Being Cornish by birth, I cringe when I walk into a store or shop that supposedly sells the famous Cornish Pasty. More times than not, I pick it up, read the ingredients and toss it down in disgust! Strange things appear within the ingredients such as peas and carrots. Then when you read on a bit further, you get a hint of why they have got it so wrong. These Cornish Pasty forgeries are often made anywhere other than Cornwall!
Then there’s the pastry itself. Now I am not that brilliant at making pastry, but even I know the Cornish pasty has an outer layer of shortcrust and not puff pastry which is all air and nonsense!
Before we get into the recipe itself let’s talk about size. Have you seen those apologetic things in the store or shop? Some of them should come with a magnifying glass so they can be seen! In my youth my mother would often make genuine Cornish pasties for us. By today’s commercial standards they were huge! They would overlap the edges of a dinner plate and be around four to five inches across at their widest point! Now THAT was a pasty!
Okay, so how do you make a genuine Cornish pasty? What do you put in it? Let’s go for it…it uses old style weights and measures sorry about that, but that’s my history…
1lb shortcrust pastry
6 ounces potatoes
12 ounces steak (in times back it could well have been mutton – it was cheaper).
3 tablespoons of cold water
1 small chopped onion
salt and pepper to taste – personally I prefer a little extra pepper myself.
Start with the pastry. (I hope you have better luck with it than I do!). If you are not used to such large pasties, roll it out to the size of a small plate and about a quarter of an inch thick (the ingredients above are about the right quantity for this). When I make Cornish pasties though, they tend to be dinner plate size and the ingredients increased accordingly.
Cut all the solid ingredients up into small pieces. The onion should be finely cut. They are not only easier to eat this way, but cook quicker too. Remember to get rid of any gristle or fat etc from the meat.
Mix the now chopped up potatoes, meat, water, onion and salt and pepper thoroughly. (That’s another thing I find in those shop or store sold “Cornish” pasties – all the pepper seems to be concentrated into one spot! There you are munching away and then you suddenly hit that spot! I think you can guess the rest!)
Now we start getting toward the tricky bit. With the pastry laid out, use the ingredients to fill half of it in a bit of a pile – unless you want a flat pasty! Make sure though, that you leave about an inch clear pastry from the edge.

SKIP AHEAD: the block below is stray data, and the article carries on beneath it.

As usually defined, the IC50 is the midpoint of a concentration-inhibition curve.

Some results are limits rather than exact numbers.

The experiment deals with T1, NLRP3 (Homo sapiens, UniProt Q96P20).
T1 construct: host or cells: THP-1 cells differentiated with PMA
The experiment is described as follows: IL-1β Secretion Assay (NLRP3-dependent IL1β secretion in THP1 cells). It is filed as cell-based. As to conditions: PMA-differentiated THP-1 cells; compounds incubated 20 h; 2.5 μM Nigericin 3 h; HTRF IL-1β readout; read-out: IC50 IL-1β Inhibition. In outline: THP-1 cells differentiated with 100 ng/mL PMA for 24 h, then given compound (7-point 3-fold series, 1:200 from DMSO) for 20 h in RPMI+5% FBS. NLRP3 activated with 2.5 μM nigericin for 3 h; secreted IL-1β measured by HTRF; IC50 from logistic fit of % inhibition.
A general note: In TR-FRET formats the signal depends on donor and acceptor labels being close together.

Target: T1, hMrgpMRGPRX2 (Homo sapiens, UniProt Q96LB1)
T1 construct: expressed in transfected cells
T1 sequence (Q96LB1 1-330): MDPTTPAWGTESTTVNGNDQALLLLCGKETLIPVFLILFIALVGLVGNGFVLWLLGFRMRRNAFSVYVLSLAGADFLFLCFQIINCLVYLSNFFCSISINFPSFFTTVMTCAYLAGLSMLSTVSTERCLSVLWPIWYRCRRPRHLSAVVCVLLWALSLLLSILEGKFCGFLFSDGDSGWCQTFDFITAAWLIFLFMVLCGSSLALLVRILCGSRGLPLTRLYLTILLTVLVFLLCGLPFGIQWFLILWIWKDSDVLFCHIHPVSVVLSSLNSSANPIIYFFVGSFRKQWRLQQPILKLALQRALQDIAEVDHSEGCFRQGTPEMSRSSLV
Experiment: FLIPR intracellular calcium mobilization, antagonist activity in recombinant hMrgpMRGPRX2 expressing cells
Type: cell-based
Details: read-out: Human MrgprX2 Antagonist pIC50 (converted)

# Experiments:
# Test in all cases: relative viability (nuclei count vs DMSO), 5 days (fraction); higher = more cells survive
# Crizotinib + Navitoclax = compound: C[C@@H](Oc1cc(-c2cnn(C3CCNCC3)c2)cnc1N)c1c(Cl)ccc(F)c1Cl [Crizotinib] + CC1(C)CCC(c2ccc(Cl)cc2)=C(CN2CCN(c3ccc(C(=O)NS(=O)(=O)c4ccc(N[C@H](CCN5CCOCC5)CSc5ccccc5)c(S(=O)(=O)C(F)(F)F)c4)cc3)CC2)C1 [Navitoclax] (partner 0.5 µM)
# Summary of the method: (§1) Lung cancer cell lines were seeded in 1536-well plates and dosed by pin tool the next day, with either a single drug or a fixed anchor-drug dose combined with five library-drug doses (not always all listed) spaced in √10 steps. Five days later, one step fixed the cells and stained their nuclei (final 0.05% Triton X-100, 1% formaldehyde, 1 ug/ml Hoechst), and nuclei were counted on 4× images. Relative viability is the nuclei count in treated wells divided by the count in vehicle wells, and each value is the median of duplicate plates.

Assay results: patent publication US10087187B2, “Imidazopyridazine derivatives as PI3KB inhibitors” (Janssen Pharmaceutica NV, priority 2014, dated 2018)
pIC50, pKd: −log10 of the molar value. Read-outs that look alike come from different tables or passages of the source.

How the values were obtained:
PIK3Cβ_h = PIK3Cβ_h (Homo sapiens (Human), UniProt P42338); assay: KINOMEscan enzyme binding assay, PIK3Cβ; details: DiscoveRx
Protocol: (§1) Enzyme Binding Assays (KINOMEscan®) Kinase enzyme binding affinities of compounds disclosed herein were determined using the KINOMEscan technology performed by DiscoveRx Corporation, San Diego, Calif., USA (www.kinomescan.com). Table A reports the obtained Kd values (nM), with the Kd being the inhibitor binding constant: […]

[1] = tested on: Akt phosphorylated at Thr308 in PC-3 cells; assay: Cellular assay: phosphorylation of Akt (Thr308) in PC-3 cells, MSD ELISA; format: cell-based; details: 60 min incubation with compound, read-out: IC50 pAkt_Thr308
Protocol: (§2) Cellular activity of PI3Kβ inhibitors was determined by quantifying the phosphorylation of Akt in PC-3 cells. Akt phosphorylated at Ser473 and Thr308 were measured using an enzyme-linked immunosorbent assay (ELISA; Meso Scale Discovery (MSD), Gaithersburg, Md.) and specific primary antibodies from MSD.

Dampen the exposed edge with water.
Carefully (if the pastry is too thin, this is the point at which holes start appearing – I speak from experience!), lift the empty half of the pastry over the top of the mixture. In effect, you are folding it in half.
At this point you could cheat to do the edging. If you want to, then press the edges together with the back of a fork to seal them. If you want a true-blue Cornish pasty though, you will need to master the art of “crimping”.
How to crimp the edges of a Cornish pasty. Press the edges of the pastry together to seal them as before.
Now carefully turn the pasty so that the sealed edge is now along the top.
Start at the left edge of the pasty, take hold between the left finger and thumb and turn it so it points along the line of the sealed edge. This is to make sure nothing oozes out the end!
Now move your left finger and thumb over the bit you just turned.
Place your right finger and thumb on the edge immediately adjacent to it and do what I would describe as a lift-turnover toward you. Now go back to the previous paragraph until you reach the end of the line. At this point turn the end inwards like you did previously.
With that all done, make a knife slit in the top to allow air to escape whilst cooking. If you didn’t get on with the crimping too well, then we will put it down to my explanation – or maybe you just have to be Cornish!
Brush the whole thing with beaten egg/milk if you want a glaze, but you don’t have to.
Place the pasty on a baking tray and cook in a hot oven (about 450F) until the pastry is pale brown at which point reduce the temperature to around 350-370F for about 40 minutes. It is important to get it right as crunchy and chewy ingredients just doesn’t make for a good pasty!
Enjoy it and make sure you fly the flag for a GENUINE Cornish pasty!